You’ve painted yourself into a corner. If you ignore the same rules in re the similar situation with General Dempsey, you undermine your case based on those rules. If you consider his conduct, it undermines your accusations. That’s why you’re ignoring it.

    Apparently, you didn’t think that through.

  • You really are thick, aren’t you? The regulations prohibiting endorsing non-federal entities cover both religious and non-religious non-federal entities, so you would cite exactly the same regulations for someone endorsing a religious organization, a non-religious organization, or a commercial enterprise.

    If someone who owns a car dealership wanted to complain about a service member appearing in uniform in a commercial for a competing car dealership, would you expect that car dealership owner to say, “Oh, and, by the way, while you’re checking out this soldier in the car dealership commercial, I also want you to investigate every other case of anyone else who has ever endorsed any other kind of non-federal entity in uniform, even though they have absolutely nothing to do with the issue of soldiers appearing in car dealership commercials.”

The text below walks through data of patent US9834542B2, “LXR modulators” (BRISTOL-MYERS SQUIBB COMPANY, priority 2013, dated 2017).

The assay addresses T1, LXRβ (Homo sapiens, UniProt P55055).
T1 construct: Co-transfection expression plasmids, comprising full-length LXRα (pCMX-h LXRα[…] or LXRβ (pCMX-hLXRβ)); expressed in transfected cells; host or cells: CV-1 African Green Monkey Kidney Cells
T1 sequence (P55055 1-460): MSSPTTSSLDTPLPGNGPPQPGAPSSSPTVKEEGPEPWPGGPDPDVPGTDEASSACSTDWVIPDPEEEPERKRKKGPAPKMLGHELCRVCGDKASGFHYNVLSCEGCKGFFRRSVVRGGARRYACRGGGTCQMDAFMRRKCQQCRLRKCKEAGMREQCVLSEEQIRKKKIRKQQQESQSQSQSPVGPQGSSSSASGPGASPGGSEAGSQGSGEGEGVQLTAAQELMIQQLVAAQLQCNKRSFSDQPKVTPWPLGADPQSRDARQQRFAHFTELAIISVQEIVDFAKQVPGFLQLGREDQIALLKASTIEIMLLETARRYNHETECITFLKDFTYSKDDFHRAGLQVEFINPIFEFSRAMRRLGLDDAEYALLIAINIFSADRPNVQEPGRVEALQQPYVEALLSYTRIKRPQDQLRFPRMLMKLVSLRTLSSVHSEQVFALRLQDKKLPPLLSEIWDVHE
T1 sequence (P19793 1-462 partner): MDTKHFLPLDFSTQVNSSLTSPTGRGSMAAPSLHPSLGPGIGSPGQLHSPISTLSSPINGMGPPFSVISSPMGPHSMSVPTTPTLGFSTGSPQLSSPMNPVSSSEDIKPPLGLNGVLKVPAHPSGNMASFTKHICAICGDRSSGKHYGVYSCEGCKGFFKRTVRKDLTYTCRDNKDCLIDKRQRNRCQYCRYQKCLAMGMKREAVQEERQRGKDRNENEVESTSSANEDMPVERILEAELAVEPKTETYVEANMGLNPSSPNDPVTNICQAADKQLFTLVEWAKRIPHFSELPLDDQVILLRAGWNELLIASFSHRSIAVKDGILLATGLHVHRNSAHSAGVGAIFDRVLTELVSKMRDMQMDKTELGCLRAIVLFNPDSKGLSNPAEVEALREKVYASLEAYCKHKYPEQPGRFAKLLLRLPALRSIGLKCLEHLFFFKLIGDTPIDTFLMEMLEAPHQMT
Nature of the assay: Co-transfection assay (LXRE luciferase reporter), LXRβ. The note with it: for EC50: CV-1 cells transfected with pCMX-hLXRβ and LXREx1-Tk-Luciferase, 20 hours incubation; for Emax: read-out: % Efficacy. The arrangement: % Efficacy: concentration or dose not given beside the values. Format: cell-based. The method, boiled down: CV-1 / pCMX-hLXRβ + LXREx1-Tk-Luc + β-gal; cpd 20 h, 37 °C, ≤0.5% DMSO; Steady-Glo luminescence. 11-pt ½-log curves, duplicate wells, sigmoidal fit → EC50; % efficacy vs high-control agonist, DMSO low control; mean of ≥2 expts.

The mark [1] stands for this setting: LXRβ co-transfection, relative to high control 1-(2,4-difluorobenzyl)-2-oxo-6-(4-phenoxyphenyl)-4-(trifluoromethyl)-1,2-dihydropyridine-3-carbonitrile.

• @Chris Rodda
    Most institutions, including the US military, attempt to apply their standards fairly and equitably.

    In your example, the military would be hardpressed to court-martial a troop “endorsing” a car dealer without regard to the military’s senior leader recently doing a similar thing — yet that is, in essence, what you are demanding the military do.

    This is not to say the two Generals’ actions are identical, only that they are relevant in re the institutional application of an identical rule.

    Just as the IG said of your accusations five years ago, religion is irrelevant to this situation. A discussion of endorsement may be warranted, but the religious content of the group is not. You have not demonstrated otherwise, and your undue focus on religious beliefs belies your claims to support “religious freedom.”